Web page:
All too often, treatment approaches are not focused on functional skills. It can also be easy for therapists to take the driver’s seat, and not involve the person with aphasia in their clinical decision making and goal setting – enter the Life Participation Approach to Aphasia (LPAA). Read on to find out how you can start to harness this treatment approach for you as a patient or for you as a clinician working with patients.
Over the past years, more and more attention has been drawn to the Life Participation Approach to Aphasia (LPAA for short). Some of the most well-known clinicians in the field defined and developed this treatment approach (see the American Speech and Hearing Association’s statement on LPAA).
The big idea of the approach is that therapy should be focused on functional activities that are meaningful to and even selected by the person with aphasia themselves. Rather than doing worksheets describing pictures, the person with aphasia might…
- be out in the community practicing ordering coffee,
- listening to voicemails and answering questions about them,
- or practicing reading a prescription.
We at Constant Therapy definitely ascribe to LPAA, and believe that providing functional, meaningful tasks for our users is key to successful recovery. That’s why we make sure that patients can adjust tasks for themselves (check out Advanced Mode under settings) to allow patients to decide which tasks they find most meaningful. It’s also why so many of our tasks are directly related to functional activities.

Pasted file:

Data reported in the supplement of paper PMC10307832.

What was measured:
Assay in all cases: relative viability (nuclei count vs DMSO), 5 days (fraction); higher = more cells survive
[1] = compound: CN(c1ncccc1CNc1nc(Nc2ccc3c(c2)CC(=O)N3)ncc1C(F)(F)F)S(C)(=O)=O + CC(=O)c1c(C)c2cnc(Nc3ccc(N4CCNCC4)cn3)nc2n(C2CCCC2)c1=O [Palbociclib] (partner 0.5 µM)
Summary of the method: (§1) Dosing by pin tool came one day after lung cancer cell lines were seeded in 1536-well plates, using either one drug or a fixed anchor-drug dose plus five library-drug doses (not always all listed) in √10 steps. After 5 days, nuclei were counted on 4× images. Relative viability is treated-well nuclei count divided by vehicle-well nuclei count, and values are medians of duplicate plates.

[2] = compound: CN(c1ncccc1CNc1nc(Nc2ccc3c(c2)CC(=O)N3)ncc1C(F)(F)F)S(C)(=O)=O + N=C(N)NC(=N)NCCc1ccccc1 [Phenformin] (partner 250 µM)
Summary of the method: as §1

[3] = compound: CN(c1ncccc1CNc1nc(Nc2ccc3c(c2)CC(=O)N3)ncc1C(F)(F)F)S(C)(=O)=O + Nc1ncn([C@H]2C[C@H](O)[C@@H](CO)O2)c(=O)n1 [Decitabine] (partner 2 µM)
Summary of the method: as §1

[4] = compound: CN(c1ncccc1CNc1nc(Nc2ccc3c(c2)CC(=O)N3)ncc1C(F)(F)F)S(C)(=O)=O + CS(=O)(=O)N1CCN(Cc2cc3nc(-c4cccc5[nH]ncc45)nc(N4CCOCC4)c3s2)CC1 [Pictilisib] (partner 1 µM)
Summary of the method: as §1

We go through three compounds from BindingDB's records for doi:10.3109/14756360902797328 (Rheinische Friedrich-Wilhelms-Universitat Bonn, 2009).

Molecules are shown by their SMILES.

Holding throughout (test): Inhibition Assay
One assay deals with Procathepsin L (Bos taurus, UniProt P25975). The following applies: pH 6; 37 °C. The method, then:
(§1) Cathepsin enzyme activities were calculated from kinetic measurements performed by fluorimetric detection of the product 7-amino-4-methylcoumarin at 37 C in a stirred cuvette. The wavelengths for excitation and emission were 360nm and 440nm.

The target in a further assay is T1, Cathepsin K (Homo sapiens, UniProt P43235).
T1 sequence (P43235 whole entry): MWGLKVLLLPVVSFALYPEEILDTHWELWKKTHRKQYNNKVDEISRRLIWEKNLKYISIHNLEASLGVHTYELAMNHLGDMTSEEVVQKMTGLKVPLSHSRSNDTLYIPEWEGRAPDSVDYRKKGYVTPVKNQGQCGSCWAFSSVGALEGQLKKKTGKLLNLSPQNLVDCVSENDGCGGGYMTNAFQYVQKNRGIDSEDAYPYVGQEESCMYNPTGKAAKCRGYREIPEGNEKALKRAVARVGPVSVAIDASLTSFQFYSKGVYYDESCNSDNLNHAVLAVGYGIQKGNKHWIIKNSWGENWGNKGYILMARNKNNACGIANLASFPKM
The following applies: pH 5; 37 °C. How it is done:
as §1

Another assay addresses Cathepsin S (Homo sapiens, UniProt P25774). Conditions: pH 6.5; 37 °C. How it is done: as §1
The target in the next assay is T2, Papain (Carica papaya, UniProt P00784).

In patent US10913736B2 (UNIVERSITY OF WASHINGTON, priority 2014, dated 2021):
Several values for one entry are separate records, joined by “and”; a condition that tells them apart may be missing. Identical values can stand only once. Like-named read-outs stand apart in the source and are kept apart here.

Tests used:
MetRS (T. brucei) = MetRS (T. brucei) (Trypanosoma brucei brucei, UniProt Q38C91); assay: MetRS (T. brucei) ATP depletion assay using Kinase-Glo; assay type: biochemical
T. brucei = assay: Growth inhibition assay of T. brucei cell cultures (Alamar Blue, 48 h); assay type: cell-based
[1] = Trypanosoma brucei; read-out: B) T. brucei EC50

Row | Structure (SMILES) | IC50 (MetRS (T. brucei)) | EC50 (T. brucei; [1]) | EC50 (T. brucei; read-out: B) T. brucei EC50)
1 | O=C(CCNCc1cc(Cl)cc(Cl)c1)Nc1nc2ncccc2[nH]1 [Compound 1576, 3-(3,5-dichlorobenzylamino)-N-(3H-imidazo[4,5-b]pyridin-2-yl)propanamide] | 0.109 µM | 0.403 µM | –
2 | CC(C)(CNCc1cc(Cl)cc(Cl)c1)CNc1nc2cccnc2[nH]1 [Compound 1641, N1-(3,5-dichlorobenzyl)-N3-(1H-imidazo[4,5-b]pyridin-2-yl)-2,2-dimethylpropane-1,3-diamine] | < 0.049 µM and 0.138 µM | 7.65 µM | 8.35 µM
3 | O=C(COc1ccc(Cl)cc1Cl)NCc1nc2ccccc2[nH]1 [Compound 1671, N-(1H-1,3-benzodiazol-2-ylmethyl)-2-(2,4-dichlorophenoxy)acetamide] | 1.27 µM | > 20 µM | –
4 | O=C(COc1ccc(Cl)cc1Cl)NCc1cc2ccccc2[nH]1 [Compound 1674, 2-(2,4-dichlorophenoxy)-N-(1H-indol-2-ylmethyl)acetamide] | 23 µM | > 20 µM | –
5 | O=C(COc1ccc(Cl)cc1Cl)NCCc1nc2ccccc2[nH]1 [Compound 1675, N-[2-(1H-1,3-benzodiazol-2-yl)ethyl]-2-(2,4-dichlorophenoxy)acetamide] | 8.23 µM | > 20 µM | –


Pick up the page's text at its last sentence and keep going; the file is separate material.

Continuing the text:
4 Featured Therapy Tasks
1. Calendar – Task helps improve skills in interpreting, planning, and managing daily activities within a calendar.
2. Map Reading – Task helps improve reading, visual, and analytical skills by navigating and interpreting maps.
3. Currency – Task helps improve daily living skills by counting the amount of money displayed in US dollar bills & coins.
4. Voicemail – Task helps improve comprehension and memory of everyday language by answering questions about voicemails.
Looking for some resources as a clinician to start infusing LPAA into your practice? Check out AphasiaAccess, a group dedicated to providing support to clinicians and that focuses on LPAA as a guiding principle.